So Chinese New Year is approaching and what is Chinese New Year without Pineapple Tarts? The last time I made Pineapple Tarts successfully was 2 years ago when I was adventurous enough to cook my pineapple paste from scratch. It was sure a lot of fun and a lot of satisfaction but as time isn't on my side this season, I decided to try out the Sarawak Pineapple Paste from Ailin that's so highly raved. Well, true enough, I love the pineapple paste that's not too sweet yet it's not too sour. For me, it's just right, even though it's not as fibrous as I'd like it to be. Then again, with store bought paste, this is really good enough at $6.80 for 1kg. So this time round, I love these Pineapple Roses.
This recipe was taken from food4tot. Even though the paste is meant for Nastar tarts, it worked perfectly fine for the close tarts I did. They melt perfectly in the mouth and that's just about the only complain I have of these tarts: they are way too crumbly and fragile! Then again, even though it's a mess to manage it after it's baked, it's all worth it as the tarts are so 'melt-in-the-mouth-and-oh-too-good-to-be-true' good.
So, give this recipe a try! (:
Pineapple Roses Recipe
This recipe yields about 60-70 pieces of Pineapple Roses
250g unsalted butter (room temperature)
50g icing sugar
2 egg yolks (I used 55g eggs)
360g plain flour
2 tbsp corn flour
1/4 tsp salt
600g pineapple paste (I used Ailin's Sarawak Pineapple Paste)
If you want really good pineapple tart pastry, use good quality butter. I used SCS's Unsalted butter for these tarts and they're fragrant... and totally melts in the mouth! Totally worth every cent when you taste the good stuff.
Leave the butter to warm to room temperature. Or if you're as impatient as me, cube them into smaller pieces and they will warm up sufficiently in a matter of minutes.
Sift the flour and the corn flour together.
To the butter, add the icing sugar.
Cream the butter and sugar till light and fluffy. This should take about 1-2 minutes on high speed.
Add an egg yolk and mix well.
Add the other egg yolk and the salt and mix well.
'Loosen' up the mixture by stirring it to get a smooth consistency. I used a spatula.
Then, add 1/3 of the flour mixture and mix well.
Add another 1/3 and mix well.
And the last 1/3 and mix well.
Mix well to form a dough.
Cover with cling wrap (on the surface of the dough) and leave to 'firm up' for 30 minutes in a cool and dry place.
I weighed and rolled my pineapple paste into 8g balls.
The dough was 10g in weight. Roll the dough into a ball.
Flatten the dough.
Place the pineapple paste in the middle.
'Pull' up the sides of the dough.
Seal the ball.
Roll it to form a round ball.
To crimp the rose, I set my rose on a flower/rose nail as I found it easier to work with. Method of crimping was adopted from E' Joie's page. The crimping bit requires a lil' trial and error to get the correct angle but once you get a hang of it, it becomes relatively easy.
Here's the white plastic crimper that I used. The bento cutters were used to make impressions on another batch I did (Image at the end of entry).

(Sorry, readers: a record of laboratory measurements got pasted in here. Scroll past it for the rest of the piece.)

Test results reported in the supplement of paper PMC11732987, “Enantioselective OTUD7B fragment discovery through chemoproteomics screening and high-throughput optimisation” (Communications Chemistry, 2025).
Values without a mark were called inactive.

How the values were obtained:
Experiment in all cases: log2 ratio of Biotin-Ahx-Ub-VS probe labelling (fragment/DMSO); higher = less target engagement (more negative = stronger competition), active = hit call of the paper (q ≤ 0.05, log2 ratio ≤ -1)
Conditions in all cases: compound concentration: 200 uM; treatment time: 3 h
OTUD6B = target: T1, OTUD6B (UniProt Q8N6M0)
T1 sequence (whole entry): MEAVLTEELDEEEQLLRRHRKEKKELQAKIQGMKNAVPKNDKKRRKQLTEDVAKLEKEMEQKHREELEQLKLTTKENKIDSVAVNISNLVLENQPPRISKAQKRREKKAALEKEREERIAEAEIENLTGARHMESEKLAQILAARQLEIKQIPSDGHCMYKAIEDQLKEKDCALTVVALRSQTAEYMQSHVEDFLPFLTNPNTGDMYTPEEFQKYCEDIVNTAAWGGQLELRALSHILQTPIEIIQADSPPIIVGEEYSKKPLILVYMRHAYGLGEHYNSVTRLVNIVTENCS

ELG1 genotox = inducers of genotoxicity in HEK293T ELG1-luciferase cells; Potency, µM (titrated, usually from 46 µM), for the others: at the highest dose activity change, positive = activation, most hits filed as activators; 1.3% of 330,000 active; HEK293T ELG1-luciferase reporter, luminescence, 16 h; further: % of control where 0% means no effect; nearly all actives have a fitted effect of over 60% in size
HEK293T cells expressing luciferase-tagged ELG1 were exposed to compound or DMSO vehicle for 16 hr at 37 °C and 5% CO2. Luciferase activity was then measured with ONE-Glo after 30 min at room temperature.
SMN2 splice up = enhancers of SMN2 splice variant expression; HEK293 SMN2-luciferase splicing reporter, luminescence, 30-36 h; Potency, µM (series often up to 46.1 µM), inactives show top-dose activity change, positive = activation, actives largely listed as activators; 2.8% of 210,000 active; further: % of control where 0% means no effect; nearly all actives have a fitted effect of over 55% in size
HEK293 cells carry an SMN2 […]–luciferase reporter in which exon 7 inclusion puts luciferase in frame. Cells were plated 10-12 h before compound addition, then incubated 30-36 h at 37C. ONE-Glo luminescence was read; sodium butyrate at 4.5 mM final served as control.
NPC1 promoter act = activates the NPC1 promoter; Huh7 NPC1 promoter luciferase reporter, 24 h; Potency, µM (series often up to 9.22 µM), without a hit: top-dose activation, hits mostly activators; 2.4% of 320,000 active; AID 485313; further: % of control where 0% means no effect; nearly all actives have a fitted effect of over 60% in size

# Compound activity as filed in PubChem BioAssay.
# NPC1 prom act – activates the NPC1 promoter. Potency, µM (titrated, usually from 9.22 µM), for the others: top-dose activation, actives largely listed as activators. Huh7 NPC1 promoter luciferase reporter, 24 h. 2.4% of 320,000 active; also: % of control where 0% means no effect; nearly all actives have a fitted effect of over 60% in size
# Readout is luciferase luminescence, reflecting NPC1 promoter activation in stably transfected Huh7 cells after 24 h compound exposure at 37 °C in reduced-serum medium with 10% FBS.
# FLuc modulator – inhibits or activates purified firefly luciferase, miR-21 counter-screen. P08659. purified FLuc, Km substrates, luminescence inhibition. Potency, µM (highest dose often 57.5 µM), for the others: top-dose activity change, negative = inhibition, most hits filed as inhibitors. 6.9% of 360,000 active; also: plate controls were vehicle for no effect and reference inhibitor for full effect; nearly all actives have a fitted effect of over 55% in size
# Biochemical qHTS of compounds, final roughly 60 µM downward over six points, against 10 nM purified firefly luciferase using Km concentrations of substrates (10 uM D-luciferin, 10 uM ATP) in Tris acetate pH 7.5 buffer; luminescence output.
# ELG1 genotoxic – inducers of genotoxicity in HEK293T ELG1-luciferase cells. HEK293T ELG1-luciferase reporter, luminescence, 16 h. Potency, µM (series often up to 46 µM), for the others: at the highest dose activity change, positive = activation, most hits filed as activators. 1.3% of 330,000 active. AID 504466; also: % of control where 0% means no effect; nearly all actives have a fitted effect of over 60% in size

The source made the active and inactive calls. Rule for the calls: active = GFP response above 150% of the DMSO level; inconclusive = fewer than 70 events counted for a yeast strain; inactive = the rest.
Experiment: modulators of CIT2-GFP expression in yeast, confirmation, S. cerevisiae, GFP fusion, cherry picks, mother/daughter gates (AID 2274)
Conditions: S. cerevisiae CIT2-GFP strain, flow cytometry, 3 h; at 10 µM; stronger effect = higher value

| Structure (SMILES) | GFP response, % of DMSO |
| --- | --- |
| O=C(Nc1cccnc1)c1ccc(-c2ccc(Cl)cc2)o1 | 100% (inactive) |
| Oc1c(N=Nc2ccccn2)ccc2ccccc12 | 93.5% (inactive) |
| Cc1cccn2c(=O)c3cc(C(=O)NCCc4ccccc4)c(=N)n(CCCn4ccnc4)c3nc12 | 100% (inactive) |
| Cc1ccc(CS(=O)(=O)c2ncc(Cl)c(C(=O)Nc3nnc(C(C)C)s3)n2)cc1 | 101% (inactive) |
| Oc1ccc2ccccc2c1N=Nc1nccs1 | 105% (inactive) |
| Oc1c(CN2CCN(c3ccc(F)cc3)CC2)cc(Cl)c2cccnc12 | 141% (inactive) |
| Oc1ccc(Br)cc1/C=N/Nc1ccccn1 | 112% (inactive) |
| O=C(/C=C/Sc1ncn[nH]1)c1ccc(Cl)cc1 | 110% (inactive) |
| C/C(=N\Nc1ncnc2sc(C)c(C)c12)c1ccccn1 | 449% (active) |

You have to crimp 2 layers like this. If you make an error when crimping, fear not! Just take that small portion of torn paste and 'press' it back into the part it came out of and you're ready to crimp again!
Set the roses on a baking sheet/Silpat!
Bake in a preheated oven of 160 degrees Celsius for 15 minutes before cranking up the temperature to 180 degrees to bake for another 2 minutes. I did not egg wash my pineapple tarts as I like them this way.. If you like, you can do an egg wash of 1 egg yolk + 1.5 tbsp milk/water.
You may also choose to bake them in paper liners. The shape holds quite well cos of the ball shape.
The completed tarts!
And more tarts!
So, this baking project wasn't much of a difficulty as the paste was store-bought in my case. If you find the crimping of roses too challenging, you may try the follow designs that I did too with my bento cutters.
So, get baking today!
Do remember to use a good quality butter like SCS so as to get really fragrant tarts! (:
I'd love to see the bakes or stuff you've cooked using the blog's recipe! Do share photos of stuff you've baked or cooked using the blog's recipe with me either via FB message to http://facebook.com/limcynthia OR http://facebook.com/thebakingbiatch OR via email at email@example.com! I look forward to hearing from you! (:
The photos are really useful; makes it look easy enough to give it a go myself.
Where can I buy this pineapple paste? Thanks!
Glad that the photos are of help! I got my pineapple paste from Ailin.
Tanjong Katong Complex #01-48, 845 Geylang Road, (S)400845
I used the Sarawak version that's sold for $6.80 per kilo.
They are so beautiful! But I don't have a crimper - also those paper cups are not the mini ones that we use for honey cornflake cups right?ReplyDelete
Yes they are the same cups that's used for many other bakes like the honey cornflake cups.
May I know what brand and model of oven are you using? Am getting a new oven for my new house.
I'm using BOSCH. Can't recall the model no though
should be this http://www.bosch-home.com.sg/products/cooking/ovens/HBN331E2J.html?source=browseDelete
Hi.. i just made finished my first batch. Does it suppose to taste floury?Delete
Yes it will be a little floury that's why it melts in the mouth
Hi, can I ask if did you add anything to the Sarawak pineapple filling? Or do you just buy and use it straight without adding anything? Thanks'ReplyDelete
helllo, I use it as is. (:Delete
Hi Cynthia, Can i replace the corn flour with milk powder? what should be the measurement?ReplyDelete
No. the 2 items don't even work the same way.
You can't just replace an item with another if they don't work the same way.